The King owned a grove near the hall, and when they came there, Regin spoke to himself, saying, “If I had a bone to pick with King Frodi, I’d burn this grove down.” He said no more.
Hroar said, “What’s that all about?”
“What he wants,” said Helgi, “is for us to go to the hall and set fire everywhere, except for one exit.”
“How can we do something like that, two young men like us, with such overwhelming odds as there are against us?”
“We’ll do it anyway,” said Helgi, “and we’ll have to chance it sometime if we’re going to get avenged for our grief.”
And so that’s what they do. Next thing they know, Jarl Saevil is coming out and all his men. He said then, “Let’s lend these boys a hand and stoke up the fire. I owe King Frodi nothing.”
King Frodi had two smiths, who were veritable Volunds of their craft, and both called Var—that’s Wary. Regin herded his people out the hall door, his friends and relatives.
5. The Killing of King Frodi
King Frodi wakes in the hall now, gasping for air: “I dreamt a dream, boys, and not a nice one. I’ll tell it to you. I dreamt someone was calling to us, and the voice said, ‘You’re home now, king, and your men too.’ I seemed to answer, and rather sharply, ‘Home where?’ Then the voice came back so close I could feel the blast of his breath, from the one who called. ‘Home to hell, home to hell!’ the voice said, and with that I awoke.”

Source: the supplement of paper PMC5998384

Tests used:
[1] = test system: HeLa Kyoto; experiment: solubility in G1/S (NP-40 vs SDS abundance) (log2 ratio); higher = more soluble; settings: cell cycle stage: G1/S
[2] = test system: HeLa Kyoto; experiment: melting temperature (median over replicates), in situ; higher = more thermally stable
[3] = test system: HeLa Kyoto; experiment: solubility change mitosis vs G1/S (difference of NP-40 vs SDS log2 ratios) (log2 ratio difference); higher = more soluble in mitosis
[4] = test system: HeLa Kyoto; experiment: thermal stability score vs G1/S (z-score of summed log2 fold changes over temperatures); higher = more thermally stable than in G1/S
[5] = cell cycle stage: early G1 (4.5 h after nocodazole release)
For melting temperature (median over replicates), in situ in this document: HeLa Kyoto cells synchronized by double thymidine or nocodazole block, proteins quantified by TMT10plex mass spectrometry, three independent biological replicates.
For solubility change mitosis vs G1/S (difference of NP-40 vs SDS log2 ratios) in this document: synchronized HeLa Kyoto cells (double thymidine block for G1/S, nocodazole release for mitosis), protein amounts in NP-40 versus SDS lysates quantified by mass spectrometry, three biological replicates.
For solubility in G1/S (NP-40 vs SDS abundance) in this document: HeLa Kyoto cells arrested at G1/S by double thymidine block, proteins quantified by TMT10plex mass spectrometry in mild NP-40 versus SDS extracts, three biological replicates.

And at that moment they heard Regin outside the door intoning a verse:
“There’s Rain out here
and Halfdan’s riders,
let Frodi know.
Var made the nails
and Var the heads,
Someone in the know
struck a note of warning.”
“Big deal,” said the king’s men who were inside, “So what if it’s raining out there, or the royal smiths are hammering away, be it nails or whatever they’re making.”
The king said, “You think that’s no big deal? We disagree. Now Regin’s told us of some danger, and he’s given me some words of warning, and most likely he’s being sly and tricky with us.”
Then the king goes to the hall door and sees that enemies are outside. Now the whole hall is ablaze. King Frodi asks who ordered the fire. They said that it was Helgi and his brother Hroar. The king offers a deal to the boys and asks them to set the terms for themselves, “and it’s not right, this feuding among family, or for one kinsman to wish death on another.”
Helgi says, “No one can trust you. Are you going to betray us any less than you did our father? And now you’ll pay for that.”
Then King Frodi turned from the hall door and made for the entrance to his underground tunnel, hoping to escape down there to the wood. But when he enters the tunnel, there’s Regin waiting for him, and not looking too friendly. The king turns back then and burns inside with many of his followers. Sigrid burnt in there too, the boys’ mother, Helgi’s and Hroar’s, because she wouldn’t come out.
The brothers thanked their kinsman Jarl Saevil well for his help, and Regin their foster father too, and all their followers, and gave many good gifts and took command of the whole kingdom and with it much wealth which had been King Frodi’s, lands and riches. They were quite different in mood, those brothers. Hroar was easy-going and good-natured, but Helgi a great warrior, and generally seemed the greater of the two. And that’s how it was then, for a while.